Hyundai ix35 Fuel Cell

Hyundai ix35 Fuel Cell 2
Production of the Hyundai ix35 Fuel Cell began at the company’s Ulsan manufacturing plant in Korea in January 2013, making Hyundai the first automaker to begin commercial production of a hydrogen-powered vehicle. The first complete car rolled off the assembly line on 26 February 2013.

Hyundai plans to manufacture 1.000 units of the hydrogen-powered ix35 Fuel Cell vehicles by 2015, targeted predominantly at public sector and private fleets, with limited mass production of 10.000 units beyond 2015.

Hyundai has already signed contracts to lease the ix35 Fuel Cell to municipal fleets in Copenhagen, Denmark and Skåne, Sweden. Additionally, since October 2011, the EU Fuel Cells and Hydrogen Joint Undertaking (FCH JU) in Brussels has been providing Hyundai ix35 Fuel Cell vehicles to EU policy makers and the public in order to demonstrate the market readiness of fuel cell technology.

The Hyundai ix35 Fuel Cell is the third-generation fuel cell-powered electric vehicle (FCEV) from Hyundai. Since Hyundai introduced the Santa Fe FCEV in 2000, the company has become a world leader in the development of hydrogen fuel cell technology, and operates the largest fuel-cell research centre in Korea.

In 2005, the second-generation Hyundai fuel cell electric vehicle – the Tucson FCEV – was introduced, powered by the company’s first 80 kW fuel cell.

The third generation of Hyundai’s FCEV family, the ix35 Fuel Cell represents a truly viable everyday vehicle, retaining the safety, equipment, convenience and performance of the conventionally powered ix35 and producing zero harmful tailpipe emissions.

Hyundai ix35 Fuel Cell 1

The Hyundai ix35 Fuel Cell delivers large improvements over its predecessor, including a driving range that has been extended by more than 50% and fuel efficiency gains of more than 15%.

The ix35 Fuel Cell is equipped with a 100 kW electric motor, allowing it to reach a maximum speed of 160 km/h. Two hydrogen storage tanks, with a total capacity of 5.64 kg, enable the vehicle to travel a total of 594 km on a single charge, and it can reliably start in temperatures as low as minus 20 degrees Celsius. The energy is stored in a 24 kW lithium-ion polymer battery, jointly developed with LG Chemical.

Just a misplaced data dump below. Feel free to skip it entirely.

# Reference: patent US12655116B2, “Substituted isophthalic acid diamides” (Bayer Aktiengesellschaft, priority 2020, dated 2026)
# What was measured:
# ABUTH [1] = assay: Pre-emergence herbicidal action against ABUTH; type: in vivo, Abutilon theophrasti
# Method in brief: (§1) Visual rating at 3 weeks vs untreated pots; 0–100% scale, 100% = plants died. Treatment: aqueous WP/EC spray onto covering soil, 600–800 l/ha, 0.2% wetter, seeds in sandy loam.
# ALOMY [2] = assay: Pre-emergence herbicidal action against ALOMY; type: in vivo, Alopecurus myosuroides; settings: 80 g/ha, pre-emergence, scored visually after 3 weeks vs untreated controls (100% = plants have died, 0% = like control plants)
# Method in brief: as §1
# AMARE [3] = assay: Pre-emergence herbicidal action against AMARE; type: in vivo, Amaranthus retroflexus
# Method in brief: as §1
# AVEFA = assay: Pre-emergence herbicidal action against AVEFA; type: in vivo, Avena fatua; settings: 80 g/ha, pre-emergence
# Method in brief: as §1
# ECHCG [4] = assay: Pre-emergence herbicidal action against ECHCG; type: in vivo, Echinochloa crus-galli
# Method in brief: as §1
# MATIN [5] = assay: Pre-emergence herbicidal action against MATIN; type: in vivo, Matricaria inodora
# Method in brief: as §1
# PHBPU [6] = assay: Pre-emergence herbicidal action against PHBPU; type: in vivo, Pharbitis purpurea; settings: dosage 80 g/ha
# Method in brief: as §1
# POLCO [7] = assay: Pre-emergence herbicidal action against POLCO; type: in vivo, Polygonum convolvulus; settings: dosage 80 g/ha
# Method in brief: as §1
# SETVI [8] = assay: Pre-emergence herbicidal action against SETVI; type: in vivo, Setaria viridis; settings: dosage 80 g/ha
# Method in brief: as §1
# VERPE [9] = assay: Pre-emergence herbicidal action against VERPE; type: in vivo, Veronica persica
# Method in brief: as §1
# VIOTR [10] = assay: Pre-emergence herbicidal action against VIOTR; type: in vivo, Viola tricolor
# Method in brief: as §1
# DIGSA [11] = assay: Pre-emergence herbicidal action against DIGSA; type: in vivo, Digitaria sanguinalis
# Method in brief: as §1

Fuel cells operate by turning chemical energy from hydrogen into electromechanical energy. Internal to a fuel cell, an anode and cathode sandwich a polymer electrolyte membrane. The process of creating an electrical current occurs in three stages:

Hydrogen gas flows over the anode, causing it to split into hydrogen ions (protons) and electrons.
The polymer electrolyte membrane only allows the protons to pass through. The electrons travel to an external circuit which operates the motor.
At the cathode, electrons and protons react with oxygen (from air) creating H2O – water – which flows out of the cell as the only waste product.
Hyundai’s ix35 Fuel Cell represents one of the most advanced vehicles of this type, and with continued development and improvements in production costs, it is expected that limited mass production will enable sales to much greater numbers of customers around the world to start beyond 2015.

Hyundai’s hydrogen initiatives
Hyundai has been involved in a wide range of initiatives and partnerships to help promote hydrogen fuel cells as a future solution to Europe’s transport requirements. With governments, non-profit organisations and private ventures all looking to the alternative modes of transport, Hyundai is supporting the momentum surrounding FCEVs across the region.

In May 2011, Hyundai signed a memorandum of understanding (MOU) with the City of Copenhagen, fuel cell producer H2 Logic and Hydrogen Link – the latter an association working to advance the use of electricity for transportation in Denmark based on hydrogen and fuel cells.